It seems to me this is a story about leadership; it is a challenge to us to think deeply about who we are prepared to follow. Jesus turned out to be a disruptive character, to be seen to follow him was to put yourself at risk.
Think for a moment about Peter’s denial and the behaviour of the other disciples! Jesus was about turning the status quo upside down.
In our time of history we are compelled to think deeply about these things:
all is not well for planet Earth,
nor for large groups of the world’s population,
nor for workers in our own society,
not even for our children and young people who live in one of the most at risk cultural climates in the world according to world health reports.
We have chosen leaders
who have prioritised capital growth over the health of the environment,
who have exacerbated the wealth gap within our societies, and
who have condemned many of our children to lives within deprived and violent situations.
Some of those leaders are us, either because we actively promote particular perspectives that lead in these directions or because we do nothing to voice an alternative or take an action to change the situation.
This is the time of year in the liturgical calendar for a stock take. To see how we have done in becoming who we want to be. To check the alignment of our vision for society with the heaven we pray will come on earth!
We need leaders today who can speak and act for a different way of shaping who we are, who dare to say “enough of all that, we are better that that, we want all our people to have the opportunity to flourish”.
We need leaders brave enough to disrupt the status quo, overturn what we have accepted as ‘common sense’, speak truth to power and rally the people to demand change.
Those of us who sit comfortably in our Sunday pews, who engage happily with our social-media and Facebook friends must exit our echo chambers and hear different voices. We need to listen to uncomfortable challenges and consider them. For me that often means ‘with my heart in my mouth’ because I know I don’t altogether understand. But I do know our world, as we have come to know it, must change.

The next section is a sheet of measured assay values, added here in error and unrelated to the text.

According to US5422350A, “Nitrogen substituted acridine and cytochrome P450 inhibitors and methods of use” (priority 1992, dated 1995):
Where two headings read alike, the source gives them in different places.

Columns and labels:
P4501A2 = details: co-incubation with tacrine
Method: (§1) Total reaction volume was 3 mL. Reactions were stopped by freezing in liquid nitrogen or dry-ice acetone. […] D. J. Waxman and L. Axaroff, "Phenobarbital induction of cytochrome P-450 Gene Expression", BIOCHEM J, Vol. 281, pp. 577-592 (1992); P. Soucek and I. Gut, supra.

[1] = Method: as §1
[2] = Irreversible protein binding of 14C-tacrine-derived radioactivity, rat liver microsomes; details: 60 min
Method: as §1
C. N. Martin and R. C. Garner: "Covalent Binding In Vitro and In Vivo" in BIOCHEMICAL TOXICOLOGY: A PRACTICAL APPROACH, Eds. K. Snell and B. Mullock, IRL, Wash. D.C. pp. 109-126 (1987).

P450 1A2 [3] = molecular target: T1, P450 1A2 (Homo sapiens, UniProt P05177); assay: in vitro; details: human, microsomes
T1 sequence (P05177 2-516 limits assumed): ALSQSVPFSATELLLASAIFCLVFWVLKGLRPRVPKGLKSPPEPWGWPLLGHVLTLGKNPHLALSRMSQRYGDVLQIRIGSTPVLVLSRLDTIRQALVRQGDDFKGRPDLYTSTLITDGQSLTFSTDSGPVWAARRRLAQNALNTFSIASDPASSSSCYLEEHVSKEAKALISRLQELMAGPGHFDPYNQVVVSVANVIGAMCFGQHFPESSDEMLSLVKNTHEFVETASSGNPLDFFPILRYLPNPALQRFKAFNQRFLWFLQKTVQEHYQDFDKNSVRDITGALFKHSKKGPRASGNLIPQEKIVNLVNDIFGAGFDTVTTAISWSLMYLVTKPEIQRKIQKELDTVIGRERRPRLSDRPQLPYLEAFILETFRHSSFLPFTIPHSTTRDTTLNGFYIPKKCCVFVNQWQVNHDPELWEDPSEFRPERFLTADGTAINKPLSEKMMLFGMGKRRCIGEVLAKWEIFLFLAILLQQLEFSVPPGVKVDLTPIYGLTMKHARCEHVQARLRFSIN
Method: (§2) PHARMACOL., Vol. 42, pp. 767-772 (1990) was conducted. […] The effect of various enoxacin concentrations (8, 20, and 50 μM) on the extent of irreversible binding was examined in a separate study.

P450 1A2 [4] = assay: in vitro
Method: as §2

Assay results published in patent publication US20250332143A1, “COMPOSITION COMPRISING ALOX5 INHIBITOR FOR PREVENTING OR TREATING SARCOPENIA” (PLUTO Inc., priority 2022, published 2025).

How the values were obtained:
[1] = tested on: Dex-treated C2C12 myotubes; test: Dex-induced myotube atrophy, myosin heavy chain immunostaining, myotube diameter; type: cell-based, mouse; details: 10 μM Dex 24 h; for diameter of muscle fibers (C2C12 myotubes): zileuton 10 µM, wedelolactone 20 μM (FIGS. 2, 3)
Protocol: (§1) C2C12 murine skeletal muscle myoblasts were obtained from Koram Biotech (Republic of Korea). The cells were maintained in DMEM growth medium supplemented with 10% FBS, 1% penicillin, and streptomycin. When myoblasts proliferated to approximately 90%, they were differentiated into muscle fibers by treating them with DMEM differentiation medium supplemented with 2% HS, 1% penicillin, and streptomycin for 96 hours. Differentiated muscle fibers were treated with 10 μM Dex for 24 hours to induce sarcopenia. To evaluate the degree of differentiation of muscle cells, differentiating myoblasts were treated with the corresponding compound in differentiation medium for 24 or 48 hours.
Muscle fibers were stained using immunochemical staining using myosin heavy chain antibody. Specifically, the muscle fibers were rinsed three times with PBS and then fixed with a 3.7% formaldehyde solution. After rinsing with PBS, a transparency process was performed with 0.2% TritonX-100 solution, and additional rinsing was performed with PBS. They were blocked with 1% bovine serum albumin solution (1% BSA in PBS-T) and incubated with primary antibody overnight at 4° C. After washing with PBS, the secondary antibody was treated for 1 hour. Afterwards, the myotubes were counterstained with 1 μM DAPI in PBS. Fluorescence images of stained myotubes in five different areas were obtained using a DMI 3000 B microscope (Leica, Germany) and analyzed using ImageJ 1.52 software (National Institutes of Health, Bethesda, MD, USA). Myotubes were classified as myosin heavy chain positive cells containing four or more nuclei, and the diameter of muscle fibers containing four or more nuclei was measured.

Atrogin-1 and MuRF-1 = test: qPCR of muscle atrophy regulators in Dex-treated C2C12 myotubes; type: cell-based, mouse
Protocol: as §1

As a ‘boomer’, even if only just, I know I must listen to young people like Greta Thunberg and GenZero here at home,
that I must listen to the young people who are working with the Living Wage Movement to increase the take home pay of our low paid workers even inviting the top-paid CEOs and similar to take a pay cut to make it possible.
I’m quite excited to be part of an emerging movement that aims to work across social organisations so that together we can bring the changes necessary to improve the lives of a swath of children and their families who are in difficulties of one kind or another. All these movements need leaders who do things differently and who make us uncomfortable because they will require change in our own lives.
Jesus was not a comfortable leader, not in his own time, and for those of us who still bother with him, not in ours. But in the stories about him and about those who have heard his vision and sort to follow him through the ages ( and I’m not talking about the institution of church here) we see hopefulness and love, we see compassion and freedom.
The faithful life I seek is one that accepts this, that acknowledges change is required of me and that demands I look for the leadership who will point the way. This faithful life also holds before me the possibilities of new ways of living that loiter on the edge of my imagination, along with the chance to be rescued from my own prejudices and myopic perspectives.
So I am wondering, today, where I stand. Am I prepared to stand with the criminal who glimpsed something of life in Jesus hanging on the cross beside him, or will I stand with Peter, the disciple who denied knowing him.
Where is the leadership we are prepared to follow into new life, into new ways of being in relationship with the earth and others who share community with us.
Can you imagine the type of leader you will follow in the new year who could perhaps take us closer to what we hope for? What leadership will you offer?